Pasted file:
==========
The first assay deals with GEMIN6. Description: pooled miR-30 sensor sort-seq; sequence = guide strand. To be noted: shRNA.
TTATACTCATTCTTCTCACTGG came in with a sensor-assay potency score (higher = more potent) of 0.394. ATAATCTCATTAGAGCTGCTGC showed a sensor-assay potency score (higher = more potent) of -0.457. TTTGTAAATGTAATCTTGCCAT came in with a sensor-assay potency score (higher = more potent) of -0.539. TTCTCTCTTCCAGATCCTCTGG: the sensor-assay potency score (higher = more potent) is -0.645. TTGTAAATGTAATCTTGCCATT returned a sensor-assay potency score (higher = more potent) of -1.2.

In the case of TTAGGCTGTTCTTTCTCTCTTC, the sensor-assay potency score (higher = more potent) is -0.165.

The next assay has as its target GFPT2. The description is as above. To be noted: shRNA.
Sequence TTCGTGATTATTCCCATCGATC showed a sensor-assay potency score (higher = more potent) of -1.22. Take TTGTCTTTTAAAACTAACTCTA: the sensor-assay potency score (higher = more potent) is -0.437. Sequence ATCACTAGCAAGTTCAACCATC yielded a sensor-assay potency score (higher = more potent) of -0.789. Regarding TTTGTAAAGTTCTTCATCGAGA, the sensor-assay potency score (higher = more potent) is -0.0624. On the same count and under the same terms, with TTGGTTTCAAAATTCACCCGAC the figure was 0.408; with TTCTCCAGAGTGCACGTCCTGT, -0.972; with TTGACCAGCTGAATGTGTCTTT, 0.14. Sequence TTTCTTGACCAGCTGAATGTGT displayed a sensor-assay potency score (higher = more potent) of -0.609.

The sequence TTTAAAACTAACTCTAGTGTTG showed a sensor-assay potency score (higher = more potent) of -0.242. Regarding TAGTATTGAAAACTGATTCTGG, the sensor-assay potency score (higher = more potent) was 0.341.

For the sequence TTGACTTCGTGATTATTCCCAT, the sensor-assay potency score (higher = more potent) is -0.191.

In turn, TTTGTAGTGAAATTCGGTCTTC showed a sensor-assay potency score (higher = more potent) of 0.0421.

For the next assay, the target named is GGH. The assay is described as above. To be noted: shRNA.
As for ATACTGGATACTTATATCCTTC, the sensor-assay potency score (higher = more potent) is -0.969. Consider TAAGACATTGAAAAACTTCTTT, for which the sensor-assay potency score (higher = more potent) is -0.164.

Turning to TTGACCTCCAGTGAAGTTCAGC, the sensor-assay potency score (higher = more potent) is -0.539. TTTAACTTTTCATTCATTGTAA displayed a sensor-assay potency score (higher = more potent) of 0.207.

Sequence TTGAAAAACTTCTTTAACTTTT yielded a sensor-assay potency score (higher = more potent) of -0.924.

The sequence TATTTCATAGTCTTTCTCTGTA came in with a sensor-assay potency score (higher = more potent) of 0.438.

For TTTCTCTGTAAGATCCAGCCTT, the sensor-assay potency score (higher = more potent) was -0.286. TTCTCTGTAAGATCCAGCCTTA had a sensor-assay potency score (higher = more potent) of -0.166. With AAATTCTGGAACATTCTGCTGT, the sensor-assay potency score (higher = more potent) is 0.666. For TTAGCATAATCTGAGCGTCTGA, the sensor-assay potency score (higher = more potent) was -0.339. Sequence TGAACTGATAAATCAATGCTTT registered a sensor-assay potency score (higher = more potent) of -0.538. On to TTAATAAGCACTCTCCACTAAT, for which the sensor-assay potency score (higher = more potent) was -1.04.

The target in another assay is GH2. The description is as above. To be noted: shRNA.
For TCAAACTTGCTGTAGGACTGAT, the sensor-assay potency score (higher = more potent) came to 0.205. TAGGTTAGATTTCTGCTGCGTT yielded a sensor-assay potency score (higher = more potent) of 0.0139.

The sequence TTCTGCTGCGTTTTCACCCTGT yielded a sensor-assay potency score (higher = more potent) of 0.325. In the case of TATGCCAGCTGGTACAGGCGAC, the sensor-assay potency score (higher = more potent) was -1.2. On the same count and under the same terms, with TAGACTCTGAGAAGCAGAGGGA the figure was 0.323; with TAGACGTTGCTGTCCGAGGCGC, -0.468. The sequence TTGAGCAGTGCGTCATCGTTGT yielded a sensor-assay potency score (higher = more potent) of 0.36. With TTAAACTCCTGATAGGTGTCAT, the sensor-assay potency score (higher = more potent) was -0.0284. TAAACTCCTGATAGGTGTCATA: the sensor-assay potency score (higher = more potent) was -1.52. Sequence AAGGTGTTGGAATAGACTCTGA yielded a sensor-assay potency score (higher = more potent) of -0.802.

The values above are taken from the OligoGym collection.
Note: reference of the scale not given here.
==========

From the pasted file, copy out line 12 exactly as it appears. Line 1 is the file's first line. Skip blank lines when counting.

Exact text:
Sequence TTGAAAAACTTCTTTAACTTTT yielded a sensor-assay potency score (higher = more potent) of -0.924.